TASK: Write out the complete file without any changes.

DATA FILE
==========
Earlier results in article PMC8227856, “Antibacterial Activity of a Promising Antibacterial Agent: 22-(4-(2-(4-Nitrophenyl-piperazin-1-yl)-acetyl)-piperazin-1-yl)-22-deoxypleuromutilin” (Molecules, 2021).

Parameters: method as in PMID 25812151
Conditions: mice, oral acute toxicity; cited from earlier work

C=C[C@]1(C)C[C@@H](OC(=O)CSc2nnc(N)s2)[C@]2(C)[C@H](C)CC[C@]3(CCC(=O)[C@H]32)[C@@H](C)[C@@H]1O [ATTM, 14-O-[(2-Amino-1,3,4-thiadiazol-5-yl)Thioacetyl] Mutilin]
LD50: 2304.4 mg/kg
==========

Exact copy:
Earlier results in article PMC8227856, “Antibacterial Activity of a Promising Antibacterial Agent: 22-(4-(2-(4-Nitrophenyl-piperazin-1-yl)-acetyl)-piperazin-1-yl)-22-deoxypleuromutilin” (Molecules, 2021).

Parameters: method as in PMID 25812151
Conditions: mice, oral acute toxicity; cited from earlier work

C=C[C@]1(C)C[C@@H](OC(=O)CSc2nnc(N)s2)[C@]2(C)[C@H](C)CC[C@]3(CCC(=O)[C@H]32)[C@@H](C)[C@@H]1O [ATTM, 14-O-[(2-Amino-1,3,4-thiadiazol-5-yl)Thioacetyl] Mutilin]
LD50: 2304.4 mg/kg